By Jeremiah Kutanya,
Female genital mutilation (FGM) is still a rampant cultural practice in the Maasai community of Kenya with the most recent demographic survey claiming its prevalence rate at 76% (KDHS 2014).
The unprecedented long school holidays caused by the COVID-19 pandemic in the year 2020 are suspected to have worsened the situation by locking girls in their homes making them more vulnerable and exposed to the risk of FGM practice, early and forced marriage, and teen pregnancy.
The Day of African Child 2022, presented a chance both to the policy implementors and practitioners to look back and reflect on the progress made towards the elimination of harmful practices affecting children since 2013, draw lessons and forge a way forward.
During the DAC 2022, Pastoralists Integrated Concerns (PICO) engaged a male activist in a vernacular radio station (Nosim FM) for a 2-hours talk show from 0900hrs – 1100hrs to discuss the various achievements realized by the efforts taken by different stakeholders to address the menace of FGM at different levels. The following points came out strongly as the specific wins at different levels:
- National level; the government through the legislative arm has enacted several Acts of parliament and Bills between 2013 to date to address FGM practice. On the other hand, the executive arm of the government, as the arm entrusted with the implementation responsibility, has committed a lot of effort through financing and advocacy.
- At the county level (the county government of Kajiado) developed the Anti-FGM Policy in 2021 and currently a Bill is underway to be passed so that the policy can attract financing.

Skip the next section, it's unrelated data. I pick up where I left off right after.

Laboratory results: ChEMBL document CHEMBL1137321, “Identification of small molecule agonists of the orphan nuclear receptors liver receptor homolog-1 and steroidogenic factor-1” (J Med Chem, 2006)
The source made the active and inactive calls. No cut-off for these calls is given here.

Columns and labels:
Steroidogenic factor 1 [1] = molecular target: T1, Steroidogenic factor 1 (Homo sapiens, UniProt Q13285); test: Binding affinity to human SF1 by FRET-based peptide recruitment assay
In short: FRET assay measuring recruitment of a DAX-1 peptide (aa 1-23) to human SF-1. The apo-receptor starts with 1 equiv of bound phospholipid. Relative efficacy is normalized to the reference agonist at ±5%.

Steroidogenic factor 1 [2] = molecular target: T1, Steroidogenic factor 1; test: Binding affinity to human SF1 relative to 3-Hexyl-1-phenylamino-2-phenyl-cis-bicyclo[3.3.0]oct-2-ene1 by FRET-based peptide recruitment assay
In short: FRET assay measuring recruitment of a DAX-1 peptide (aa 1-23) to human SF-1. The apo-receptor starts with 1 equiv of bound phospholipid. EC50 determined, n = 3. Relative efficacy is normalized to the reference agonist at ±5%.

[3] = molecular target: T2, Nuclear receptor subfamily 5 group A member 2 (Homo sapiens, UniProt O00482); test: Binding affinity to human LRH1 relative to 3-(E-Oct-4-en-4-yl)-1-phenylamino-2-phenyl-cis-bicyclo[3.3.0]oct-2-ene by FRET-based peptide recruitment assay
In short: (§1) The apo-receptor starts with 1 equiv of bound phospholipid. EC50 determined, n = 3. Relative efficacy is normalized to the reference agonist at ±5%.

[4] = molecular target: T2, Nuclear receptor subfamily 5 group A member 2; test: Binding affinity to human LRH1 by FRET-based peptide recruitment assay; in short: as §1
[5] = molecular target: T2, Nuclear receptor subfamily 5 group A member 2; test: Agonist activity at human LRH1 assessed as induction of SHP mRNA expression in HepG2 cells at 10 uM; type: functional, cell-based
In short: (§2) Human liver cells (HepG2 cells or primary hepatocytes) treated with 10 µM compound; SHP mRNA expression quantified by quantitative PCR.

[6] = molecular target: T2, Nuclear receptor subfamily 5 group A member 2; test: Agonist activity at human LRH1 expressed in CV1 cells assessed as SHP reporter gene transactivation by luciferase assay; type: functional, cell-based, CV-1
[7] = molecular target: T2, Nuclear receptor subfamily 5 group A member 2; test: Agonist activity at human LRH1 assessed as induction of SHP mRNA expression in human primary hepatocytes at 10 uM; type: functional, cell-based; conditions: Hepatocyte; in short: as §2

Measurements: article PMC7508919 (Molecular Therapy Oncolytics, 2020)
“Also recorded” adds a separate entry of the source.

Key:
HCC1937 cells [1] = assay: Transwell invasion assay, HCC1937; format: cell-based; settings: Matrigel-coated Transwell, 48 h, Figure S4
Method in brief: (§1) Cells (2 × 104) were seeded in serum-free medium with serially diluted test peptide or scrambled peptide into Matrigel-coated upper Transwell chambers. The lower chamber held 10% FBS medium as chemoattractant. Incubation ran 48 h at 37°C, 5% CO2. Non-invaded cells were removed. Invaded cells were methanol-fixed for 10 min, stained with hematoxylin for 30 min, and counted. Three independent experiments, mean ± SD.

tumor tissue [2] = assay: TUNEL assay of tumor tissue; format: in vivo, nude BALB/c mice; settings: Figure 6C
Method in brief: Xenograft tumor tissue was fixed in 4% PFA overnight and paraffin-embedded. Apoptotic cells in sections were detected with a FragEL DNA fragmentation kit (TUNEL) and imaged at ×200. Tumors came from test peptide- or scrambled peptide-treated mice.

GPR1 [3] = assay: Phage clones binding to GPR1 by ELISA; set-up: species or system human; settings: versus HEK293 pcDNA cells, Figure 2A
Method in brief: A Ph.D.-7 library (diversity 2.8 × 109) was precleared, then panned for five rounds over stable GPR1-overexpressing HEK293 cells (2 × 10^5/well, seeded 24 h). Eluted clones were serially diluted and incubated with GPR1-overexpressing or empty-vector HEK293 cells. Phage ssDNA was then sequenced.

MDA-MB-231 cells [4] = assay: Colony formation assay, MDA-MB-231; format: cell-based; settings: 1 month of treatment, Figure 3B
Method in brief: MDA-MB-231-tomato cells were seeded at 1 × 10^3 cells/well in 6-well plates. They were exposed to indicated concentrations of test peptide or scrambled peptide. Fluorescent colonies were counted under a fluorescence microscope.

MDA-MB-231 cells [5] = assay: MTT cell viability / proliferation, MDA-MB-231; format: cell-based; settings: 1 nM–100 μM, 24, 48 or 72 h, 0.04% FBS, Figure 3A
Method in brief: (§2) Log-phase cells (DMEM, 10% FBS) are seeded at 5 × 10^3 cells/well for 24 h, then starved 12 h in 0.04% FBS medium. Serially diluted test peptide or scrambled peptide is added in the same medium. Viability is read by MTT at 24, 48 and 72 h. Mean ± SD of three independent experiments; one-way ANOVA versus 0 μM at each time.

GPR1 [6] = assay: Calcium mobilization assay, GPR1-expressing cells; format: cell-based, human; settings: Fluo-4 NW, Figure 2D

- At the grass root/community level, a lot has been achieved by NGOs/CBOs/FBOs through their advocacy, rescue missions, and sustained creation of awareness in the bid to eradicate FGM.
The speaker further pointed out that FGM perpetrators have devised new strategies of carrying out the practice by resulting in cross-border and medicalization of FGM practice; these lead to a change of type of FGM practiced from type 2 to type 1, without really reducing the prevalence rate.
The reason for engaging a male activist is because:
“In the Maasai culture, FGM practice is regarded as a cultural practice and men are responsible for perpetrating culture and passing it from one generation to another. This, therefore, was necessary to have a man involved to discuss the effects of FGM and take a ‘NO’ position on this harmful practice.”Jeremiah Kutanya
My media project was very successful because:
It succeeded to be hosted on a national vernacular radio station with over 1.2M listeners amid the very busy political season.
The last hour was dedicated to questions and discussion from the audience, and 27 listeners (17 males, 10 female) called to contribute to the discussion.
Out of the 17 male callers, 11 were for the campaign against FGM practice – a good sign that indicates men are slowly joining the movement.
Strong messages:“It’s a shame for our community to continue to stick to such cultural practices (FGM) which are detrimental to the lives of girls and women” James, a farmer from Kitengela. Click To Tweet “Even though significant achievements have been realized so far, much is still required in terms of sensitization and contextualised to the various communities” Nadupoi from Mosiro, kajiado County. Click To Tweet “Even though significant achievements have been realized so far, much is still required in terms of sensitization and contextualised to the various communities” Nadupoi from Mosiro, kajiado County. Click To Tweet “FGM is a harmful practice and men should be at the forefront to stop it”. Simel, a herder from Torosei, kajiado County. Click To Tweet
- It was unexpected that the majority of the male callers (65%) will support the campaign against FGM practice.
- Engaging 27 callers with very valid contributions within 1 hour was a win that we didn’t expect.
- It’s a political season and politics is expected to dominate both the media and non-media platforms, however, we unexpectedly managed to secure a chance to talk to the “world” on the material day of DAC, that is, 16th June.
I will engage more men to demystify FGM practice in the Maasai community and lobby them to campaign against the practice.